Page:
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Using AI Data Analytics for Talent Decisions

Integrating Artificial Intelligence into HR operations is becoming more commonplace, creating more agile, human-centric workplaces. However, with AI usage also comes a range of challenges that need to be addressed. We look at 5 key concerns when using AI to help make talent decisions and recommendations to overcome them.

Can AI and Automation Be Trusted?

AI is revolutionizing HR by streamlining processes, enhancing decision-making, and optimizing employee experiences. Automated systems can handle much of the hiring process from screening candidates and conducting interviews to providing developmental feedback and helping onboarding. In theory, this frees HR professionals to focus on strategic initiatives, employee engagement and development. In addition, AI data analytics provide insights into workforce trends, enabling proactive measures for talent management, leadership development and succession planning.

As more organizations embrace the use of AI, more questions and concerns will be raised by those inside and outside of the organizations, making it critical to fully understand any tools being used in more detail. Would you know if the AI trusted? Is there built in bias with the decisions being made? Will candidates accept not having human interaction? Are processes still legally binding? We share how best to answer these key concerns.

5 Concerns of AI Usage for Talent Decision-Making:

1. Hidden Bias

AI systems learn from human data, which inherently can be biased, potentially leading to adverse impact in job recommendations, or undue emphasis on irrelevant aspects of a candidate’s responses.


Use diverse and representative data across different demographics to train the AI and mitigate bias. Human subject matter experts (SMEs) should be involved in the design and development of any AI based assessment to proactively remove or reduce bias that may be introduced.

2. A Mysterious Black Box

An AI system’s internal mechanisms are often not accessible or comprehensible to human users, making it difficult to understand and justify why the system makes specific decisions or predictions.


Adopt explainable AI (XAI) methodologies and techniques by providing interpretable and transparent AI models. With XAI, users can understand and share the reasoning behind AI-generated decisions, thus fostering trust, accountability, and the identification of potential biases or errors.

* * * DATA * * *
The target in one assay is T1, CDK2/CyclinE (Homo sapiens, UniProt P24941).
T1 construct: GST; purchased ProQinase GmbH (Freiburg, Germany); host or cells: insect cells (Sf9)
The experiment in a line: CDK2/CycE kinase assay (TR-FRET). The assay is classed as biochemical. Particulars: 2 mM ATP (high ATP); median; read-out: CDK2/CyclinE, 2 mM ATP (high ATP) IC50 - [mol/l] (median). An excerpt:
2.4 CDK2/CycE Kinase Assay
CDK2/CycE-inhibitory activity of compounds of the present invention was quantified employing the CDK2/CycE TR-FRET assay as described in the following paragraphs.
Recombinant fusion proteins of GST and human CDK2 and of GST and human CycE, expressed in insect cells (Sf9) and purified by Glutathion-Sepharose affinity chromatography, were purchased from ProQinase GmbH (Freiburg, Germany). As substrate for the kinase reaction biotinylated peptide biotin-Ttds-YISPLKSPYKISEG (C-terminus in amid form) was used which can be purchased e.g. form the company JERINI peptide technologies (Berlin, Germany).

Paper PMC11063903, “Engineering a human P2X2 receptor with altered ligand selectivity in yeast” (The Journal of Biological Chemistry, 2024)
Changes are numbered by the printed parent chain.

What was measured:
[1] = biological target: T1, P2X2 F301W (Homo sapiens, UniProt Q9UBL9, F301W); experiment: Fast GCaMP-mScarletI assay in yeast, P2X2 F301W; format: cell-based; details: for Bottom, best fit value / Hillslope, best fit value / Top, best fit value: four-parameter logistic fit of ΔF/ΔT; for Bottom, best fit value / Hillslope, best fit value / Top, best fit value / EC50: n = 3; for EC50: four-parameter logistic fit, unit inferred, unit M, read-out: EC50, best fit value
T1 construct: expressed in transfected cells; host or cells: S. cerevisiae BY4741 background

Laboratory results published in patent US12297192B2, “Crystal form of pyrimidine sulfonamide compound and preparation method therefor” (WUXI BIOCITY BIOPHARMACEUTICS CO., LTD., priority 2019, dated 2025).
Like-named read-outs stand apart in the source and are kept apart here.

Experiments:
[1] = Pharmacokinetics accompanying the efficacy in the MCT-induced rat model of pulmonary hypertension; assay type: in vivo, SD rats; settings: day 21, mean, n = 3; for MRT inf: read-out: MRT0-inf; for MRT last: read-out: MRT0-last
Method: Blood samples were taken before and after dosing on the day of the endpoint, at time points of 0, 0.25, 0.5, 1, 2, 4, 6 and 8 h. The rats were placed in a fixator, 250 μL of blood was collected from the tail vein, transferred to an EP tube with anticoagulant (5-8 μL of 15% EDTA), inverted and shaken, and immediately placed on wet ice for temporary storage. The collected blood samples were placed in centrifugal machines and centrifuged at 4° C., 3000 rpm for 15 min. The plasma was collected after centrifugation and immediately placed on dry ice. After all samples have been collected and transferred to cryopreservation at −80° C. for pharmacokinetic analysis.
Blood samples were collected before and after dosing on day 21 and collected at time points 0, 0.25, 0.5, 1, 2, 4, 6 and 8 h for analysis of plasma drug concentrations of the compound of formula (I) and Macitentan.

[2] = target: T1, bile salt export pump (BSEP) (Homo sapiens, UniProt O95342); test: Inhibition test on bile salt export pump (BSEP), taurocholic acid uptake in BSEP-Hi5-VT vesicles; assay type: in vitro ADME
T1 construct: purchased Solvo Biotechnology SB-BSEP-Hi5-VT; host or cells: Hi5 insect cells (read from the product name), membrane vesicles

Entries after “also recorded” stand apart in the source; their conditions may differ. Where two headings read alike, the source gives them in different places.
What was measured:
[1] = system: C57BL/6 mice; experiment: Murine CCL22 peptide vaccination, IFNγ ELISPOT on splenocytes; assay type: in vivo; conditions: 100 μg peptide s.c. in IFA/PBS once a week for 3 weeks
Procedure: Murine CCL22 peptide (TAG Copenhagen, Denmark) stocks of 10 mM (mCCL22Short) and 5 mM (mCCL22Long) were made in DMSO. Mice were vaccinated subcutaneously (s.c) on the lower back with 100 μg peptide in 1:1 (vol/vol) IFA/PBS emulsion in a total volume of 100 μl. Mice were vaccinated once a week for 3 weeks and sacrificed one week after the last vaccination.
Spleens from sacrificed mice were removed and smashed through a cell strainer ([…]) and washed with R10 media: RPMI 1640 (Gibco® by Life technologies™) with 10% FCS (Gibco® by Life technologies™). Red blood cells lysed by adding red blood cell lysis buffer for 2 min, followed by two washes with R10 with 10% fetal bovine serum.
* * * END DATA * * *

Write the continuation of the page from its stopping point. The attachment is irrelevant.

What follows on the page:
3. Unknown Candidate Reaction

AI brings in an extra dimension to the hiring process that could impact how the candidate views the organizations.


Ensure a candidate’s assessment experience is as pleasant and transparent as possible. Use human-like elements to explain how the AI will be used to empower candidates with the information they need to know to mitigate the perception of an unjust AI.


4. Accuracy in Performance Prediction

AI and AI-based assessments may be limited in understanding the context and nuances that humans can resolve.


Hold AI-based assessments to the same standards as traditional assessments. Use validation studies to ensure assessments are reliable, valid, and predictive of future performance, as detailed in the Society of Industrial and Organizational Psychology principles.


5. Legal Concerns

The use of AI in the workplace might result in questionable outcomes during the hiring process that can lead to related legal challenges. As legislation and rules regarding AI in the workplace increase, organizations may struggle to stay up to date with their implications.


Laws and legislations are made to protect you, your candidates, and ensure a fair assessment process. Any AI tools being used should be subject to rigorous evaluation to ensure vendors can communicate any concerns with legal compliance and direct you to specialists in AI ethics and laws.


To read more about our research into evolving talent trends, key insights and future strategies based on our survey to over 1,600 HR professionals, check out our Global Talent Trends Resources page.

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Karim Badr

Karim Badr is a Research Scientist in SHL’s Science team. He is a psychometrician with a keen understanding of data science and measurement, specializing in the development of innovative assessment products that utilize cutting-edge technology. His work involves harnessing the power of psychometrics and artificial intelligence to create innovative assessment solutions that provide valuable insights into human behavior and capabilities.

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